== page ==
Each animal and human is given Free Will by our Creator. We are accountable to choose what thoughts, actions and beliefs to have in each moment. In other words, we cannot place blame on anyone for our conscious or unconscious decisions, actions, opinions or thoughts. There is no one else inside our mind having thoughts. This is a huge awareness to accept that each individual exercises FREE WILL every moment in every day choosing what to say, do, how to respond and take action.
Responsible For Our Thoughts
Accepting full responsibility for each thought and action may trigger unpleasant past memories of being punished for something you said or did or felt fear of the consequences. Most global societies have taught us to blame others either partly or fully for anything that has happened. By blaming others their intention was to cast the punishment and disapproval onto others instead of themselves. This has created wars, segregation, racism, religious persecution just to name a few.
After breaking a household rule, perhaps you had the experience of hearing from your parents: “wait until your father gets home”, “if you do that you are grounded for a month”, “if you do not get a passing grade you cannot play sports/go to the dance/drive the car etc.” Each time you were told something like that, it reinforced the belief that you could not be trusted to choose your thoughts, actions without punishment, disapproval and judgment.
Animals Do Not Have An Ego
Animals do not possess an ego. They are not interested in what time it is; what street they are on, how much money their person has, what day of the week it is, where anyone else goes or what they do. The animal kingdom wants to teach humans to love unconditionally, how to live in the NOW moment and to be all you are. You don’t see an elephant trying to be a lion or a bird trying to be a cat. They enjoy the species they are.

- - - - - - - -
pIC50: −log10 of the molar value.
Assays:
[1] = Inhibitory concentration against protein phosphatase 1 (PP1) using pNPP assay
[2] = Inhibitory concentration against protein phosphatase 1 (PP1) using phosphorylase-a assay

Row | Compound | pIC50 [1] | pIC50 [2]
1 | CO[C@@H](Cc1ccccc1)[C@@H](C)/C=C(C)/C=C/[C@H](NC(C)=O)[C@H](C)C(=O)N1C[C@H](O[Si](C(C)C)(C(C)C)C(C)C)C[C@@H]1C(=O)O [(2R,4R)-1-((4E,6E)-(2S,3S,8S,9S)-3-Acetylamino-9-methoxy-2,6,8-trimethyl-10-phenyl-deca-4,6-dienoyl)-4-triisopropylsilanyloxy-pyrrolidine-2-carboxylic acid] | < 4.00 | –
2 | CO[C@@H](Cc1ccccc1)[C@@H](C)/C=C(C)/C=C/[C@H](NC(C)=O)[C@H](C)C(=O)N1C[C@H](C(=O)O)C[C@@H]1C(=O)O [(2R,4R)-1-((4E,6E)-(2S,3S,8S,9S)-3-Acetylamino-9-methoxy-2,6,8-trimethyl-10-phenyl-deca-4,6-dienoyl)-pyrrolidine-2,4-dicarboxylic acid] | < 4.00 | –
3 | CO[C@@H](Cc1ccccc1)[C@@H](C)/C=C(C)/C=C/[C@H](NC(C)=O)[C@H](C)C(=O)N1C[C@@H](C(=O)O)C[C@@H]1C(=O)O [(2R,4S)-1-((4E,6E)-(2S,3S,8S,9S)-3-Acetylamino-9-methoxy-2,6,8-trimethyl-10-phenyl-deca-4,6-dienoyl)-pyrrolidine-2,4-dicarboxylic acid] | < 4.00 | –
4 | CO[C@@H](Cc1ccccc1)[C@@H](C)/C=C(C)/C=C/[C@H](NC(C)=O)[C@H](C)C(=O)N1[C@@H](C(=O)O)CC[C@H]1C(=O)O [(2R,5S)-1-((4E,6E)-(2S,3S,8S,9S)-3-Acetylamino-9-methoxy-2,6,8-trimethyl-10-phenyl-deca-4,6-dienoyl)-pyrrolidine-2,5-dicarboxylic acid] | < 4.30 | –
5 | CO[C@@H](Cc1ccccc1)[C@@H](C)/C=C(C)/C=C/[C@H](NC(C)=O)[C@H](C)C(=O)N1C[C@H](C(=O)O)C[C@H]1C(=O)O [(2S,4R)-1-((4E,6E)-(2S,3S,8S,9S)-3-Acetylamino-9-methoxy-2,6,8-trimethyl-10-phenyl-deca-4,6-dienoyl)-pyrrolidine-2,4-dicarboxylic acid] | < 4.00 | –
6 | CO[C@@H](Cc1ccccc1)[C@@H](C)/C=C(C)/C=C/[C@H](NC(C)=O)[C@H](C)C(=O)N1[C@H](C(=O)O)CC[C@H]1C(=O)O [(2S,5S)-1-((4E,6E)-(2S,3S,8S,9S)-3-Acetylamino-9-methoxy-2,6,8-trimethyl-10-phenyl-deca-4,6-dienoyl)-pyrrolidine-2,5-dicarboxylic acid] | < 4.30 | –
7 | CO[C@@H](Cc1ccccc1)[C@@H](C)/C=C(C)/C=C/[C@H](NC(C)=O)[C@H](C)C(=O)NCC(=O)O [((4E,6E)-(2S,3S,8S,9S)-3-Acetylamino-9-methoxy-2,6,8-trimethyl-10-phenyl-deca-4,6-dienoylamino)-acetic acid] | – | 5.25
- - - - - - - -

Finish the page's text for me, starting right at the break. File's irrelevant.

Animals Enjoy Their Free Will
Observe your animal friends; they use free will all the time. If an animal is tired, it sleeps, if it is hungry, it eats or lets you know it wants to be fed, if they want to play, they play and if it doesn’t like someone it does not stay around them. An animal will do what feels good to them right then in that NOW moment. They want to teach us to live in the NOW, have fun, enjoy life and share the love. Their love is unconditional, without prejudice, judgment or attachments.
Free Will Examples
If we were talking and I asked you your age and you answered over 30, I accept that as truth. Later you admit your age is 39. You exercised your free will in choosing not to tell me your actual age when asked.
If I ask your animal to show me where they are at the moment that I am speaking with them, they may show me where they were minutes, hours, days, weeks or months ago. Animals live in the Universal NOW moment which is non linear, without time.
Humans want a definite linear time frame. NOW to a human means immediately, this instant. Some humans expect the time frame or location their animal gave to stay the same for hours, days or weeks. This is impossible and brings frustration and disappointment to the human. Animals will try to give us a linear time frame. I ask you consider these questions or similar ones: How would you explain what the sky looks like to a blind person? How would you describe what an apple tastes like to someone that has never eaten one?
What An Animal Shares
“Talking with an animal I accept what they are saying to their person as the truth. They are sharing what they want you (their person) to know in that moment. Sometimes they want their person to look outside their normal way of thinking and discover a new perception, or a different way of doing something or to make a change in behavior etc. Your animal may have taken on the role of teacher to help guide you to the answer.
Your Free Will
You have free will to believe what your animal shared or what I have shared. I cannot force any animal or person to tell the pure truth. I am only responsible for my thoughts, actions, beliefs and perceptions.
© Copyrighted by Suzi Dalling 2018